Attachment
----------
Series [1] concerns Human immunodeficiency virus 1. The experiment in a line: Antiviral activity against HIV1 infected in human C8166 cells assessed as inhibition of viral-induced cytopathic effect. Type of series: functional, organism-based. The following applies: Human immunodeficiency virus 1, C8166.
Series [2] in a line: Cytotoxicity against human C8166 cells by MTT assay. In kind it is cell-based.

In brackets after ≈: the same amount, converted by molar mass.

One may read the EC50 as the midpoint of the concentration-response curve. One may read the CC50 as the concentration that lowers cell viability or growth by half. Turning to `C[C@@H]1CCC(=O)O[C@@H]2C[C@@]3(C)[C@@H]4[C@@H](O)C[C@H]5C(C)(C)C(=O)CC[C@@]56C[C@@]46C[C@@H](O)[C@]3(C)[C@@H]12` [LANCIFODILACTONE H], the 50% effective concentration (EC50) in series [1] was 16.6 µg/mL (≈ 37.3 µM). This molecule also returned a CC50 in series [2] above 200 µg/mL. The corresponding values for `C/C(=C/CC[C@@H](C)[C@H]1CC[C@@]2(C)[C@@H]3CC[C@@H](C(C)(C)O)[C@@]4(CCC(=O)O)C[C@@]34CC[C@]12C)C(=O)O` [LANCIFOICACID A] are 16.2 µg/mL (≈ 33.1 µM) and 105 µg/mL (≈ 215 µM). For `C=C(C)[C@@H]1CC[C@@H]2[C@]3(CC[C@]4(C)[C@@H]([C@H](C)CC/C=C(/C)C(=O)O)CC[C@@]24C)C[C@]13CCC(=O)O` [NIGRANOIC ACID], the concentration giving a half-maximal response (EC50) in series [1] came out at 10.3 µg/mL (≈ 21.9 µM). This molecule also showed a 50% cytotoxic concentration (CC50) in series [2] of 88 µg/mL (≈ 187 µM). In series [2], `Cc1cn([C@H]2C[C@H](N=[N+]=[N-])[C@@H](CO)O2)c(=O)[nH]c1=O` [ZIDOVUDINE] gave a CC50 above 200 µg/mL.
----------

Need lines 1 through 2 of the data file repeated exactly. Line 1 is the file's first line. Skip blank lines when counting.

Series [1] concerns Human immunodeficiency virus 1. The experiment in a line: Antiviral activity against HIV1 infected in human C8166 cells assessed as inhibition of viral-induced cytopathic effect. Type of series: functional, organism-based. The following applies: Human immunodeficiency virus 1, C8166.
Series [2] in a line: Cytotoxicity against human C8166 cells by MTT assay. In kind it is cell-based.